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UCRL-JC-134524 PREPRINT

Simulations of an Underground Explosion in Granite

T.H. Antoun O.Y. Vorobiev I.N. Lomov L.A. Glenn

This paper was prepared for submittal to the American Physical Society 11th Topical Conference on Shock Compression of Condensed Matter Snowbird, UT June 27-July 2, 1999

June 14, 1999

ce re n re mo l y w r a r La ive tion rato L a o N ab L


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SIMULATIONS OF AN UNDERGROUND EXPLOSION IN GRANITE


Tarabay H. Antoun, Oleg Yu Vorobiev, Ilya N. Lomov, Lewis A. Glenn
Lawrence Livermore National Laboratory, Geophysics and Global Security Division, Livermore, CA 94550 Abstract. This paper describes the results of a computational study performed to investigate the behavior of granite under shock wave loading conditions. A thermomechanically consistent constitutive model that includes the effects of bulking, yielding, material damage, and porous compaction on the material response was used in the simulations. The model parameters were determined based on experimental data, and the model was then used in a series of onedimensional simulations of PILE DRIVER, a deeply-buried explosion in a granite formation at the Nevada Test Site. Particle velocity histories, peak velocity and peak displacement as a function of slant range, and the cavity radius obtained from the code simulations compared favorably with PILE DRIVER data.

INTRODUCTION Simulating the behavior of granite under impact loading conditions requires the use of a constitutive model that includes the effects of bulking, yielding, damage, and porous compaction on the material response. In this paper, a constitutive model that incorporates these features is calibrated using static data; then it is used to perform 1D simulations of PILE DRIVER, an underground nuclear explosion detonated in the granitic Climax Stock of Area 15 at the Nevada test site [1]. The explosion was detonated at a depth of 462.8 m as shown in Figure 1. Data from the test included free field ground motion measurements made using velocity and acceleration sensors at ranges starting in the hydrodynamic region in the vicinity of the explosive cavity and extending out more than 1000 m, well beyond the elastic radius.

coupled with a porous compaction model and a bulking model, for the volumetric behavior. The model is described in more detail in a companion paper [2], here we only provide a summary of its main features. The deviatoric model is isotropic and it describes the initial yield behavior with a pressure-dependent yield criterion. Initial yielding is followed with a plastic strain hardening phase which persists until the loading path intersects the failure surface.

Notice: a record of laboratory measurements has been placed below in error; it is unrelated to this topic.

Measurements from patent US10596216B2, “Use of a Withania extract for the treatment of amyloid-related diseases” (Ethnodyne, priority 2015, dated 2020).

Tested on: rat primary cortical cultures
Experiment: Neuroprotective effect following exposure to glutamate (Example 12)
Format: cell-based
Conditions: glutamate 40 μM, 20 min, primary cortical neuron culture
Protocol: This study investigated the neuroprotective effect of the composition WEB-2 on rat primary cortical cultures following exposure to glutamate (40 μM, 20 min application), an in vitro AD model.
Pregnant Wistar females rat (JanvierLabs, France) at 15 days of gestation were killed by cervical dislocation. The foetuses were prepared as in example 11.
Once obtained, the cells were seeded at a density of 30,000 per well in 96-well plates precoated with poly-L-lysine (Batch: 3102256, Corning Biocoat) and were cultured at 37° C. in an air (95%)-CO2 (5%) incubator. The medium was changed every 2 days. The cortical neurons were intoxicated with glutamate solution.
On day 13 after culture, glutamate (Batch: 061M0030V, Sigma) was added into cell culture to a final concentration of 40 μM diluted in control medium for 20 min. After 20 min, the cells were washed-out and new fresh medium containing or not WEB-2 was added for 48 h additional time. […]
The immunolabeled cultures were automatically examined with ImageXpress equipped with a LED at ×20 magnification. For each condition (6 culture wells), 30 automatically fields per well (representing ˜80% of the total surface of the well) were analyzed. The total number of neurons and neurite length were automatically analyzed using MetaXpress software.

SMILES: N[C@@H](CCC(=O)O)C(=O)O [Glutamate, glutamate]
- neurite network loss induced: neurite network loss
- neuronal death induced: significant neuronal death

Ground Surface Particle Velocity Gages (referenced in later figures) 462.8 m Shot Horizon
Point B Point A

204 m 470 m

Working Point

MODEL DESCRIPTION The rock behavior is described using an elastic-viscoplastic model, coupled with a timedependent damage model for the deviatoric behavior, and a Mie-Grneisen equation of state,
FIGURE 1. Configuration of the PILE DRIVER experiment showing the locations of two radial particle velocity gages deployed during the test.

The post-failure behavior is described with a damage model similar to the Tuller-Butcher model [3] for spall damage. With this model, the damage parameter, , is computed using the relation = 1 A

max

th )dt

(1)

where max is the most compressive principal stress, th is the threshold stress for damage growth, and A is a normalizing constant that renders dimensionless. During the post-failure regime, the strength of granite is gradually diminished until a minimum prescribed value is attained. The Mie-Grneisen equation of state, which describes the behavior of non-porous granite1, is supplemented with an analytic porous compaction model that describes the relationship between pressure and porosity. Also included in the volumetric behavior description is a dilatancy model which relates bulking to plastic deformation in such a way as to ensure thermomechanical consistency with the second law of thermodynamics. The model is implemented in VGR, a twodimensional Eulerian code with adaptive mesh refinement capabilities.

symmetric, PILE DRIVER simulations. The explosive source was approximated by depositing energy uniformly in a cavity containing an ideal gas with a density equal to that of granite, and a ratio of specific heats of 1.17. In the simulations, the post-failure damage model parameters were varied in an effort to obtain a reasonable fit to the PILE DRIVER data (the post-failure model was not exercised in the static simulations because the static measurements did not include post-failure data). However, an adequate fit to the data could not be achieved using the statically-calibrated model. To improve the agreement between the simulation results and the PILE DRIVER data, it was necessary to lower the strength of granite in the dynamic simulations as shown in Figure 2.
20 Static Data Onset of Yield Failure PILE DRIVER Onset of Yield Failure

VON MISES STRESS (kbar)

15

10

PILE DRIVER Stress Path Range = 50 m

5 80 m 100 m 0 0 5 10 15 20 25 PRESSURE (kbar)

SIMULATION RESULTS Our investigation included both static and dynamic simulations. Statically, the behavior of granite in triaxial compression was simulated at different levels of confining pressure. The numerical simulations closely resembled a series of experiments performed by Schock et al. [4] to examine the yield, bulking and failure characteristics of Climax Stock granodiorite, the same rock formation where PILE DRIVER was detonated. These static simulations were used to determine the material parameters for the yield and bulking models. As indicated in [2], the simulation results are in good agreement with the static data. With the model calibrated based on the static data, we performed a series of 1D, spherically
1

FIGURE 2. Yield and failure surfaces used in the static and dynamic simulations. Stress paths from the PILE DRIVER simulation at three different ranges are also shown.

We performed some simulations using a tabular equation of state for granite, but this did not seem to have a significant effect on the results.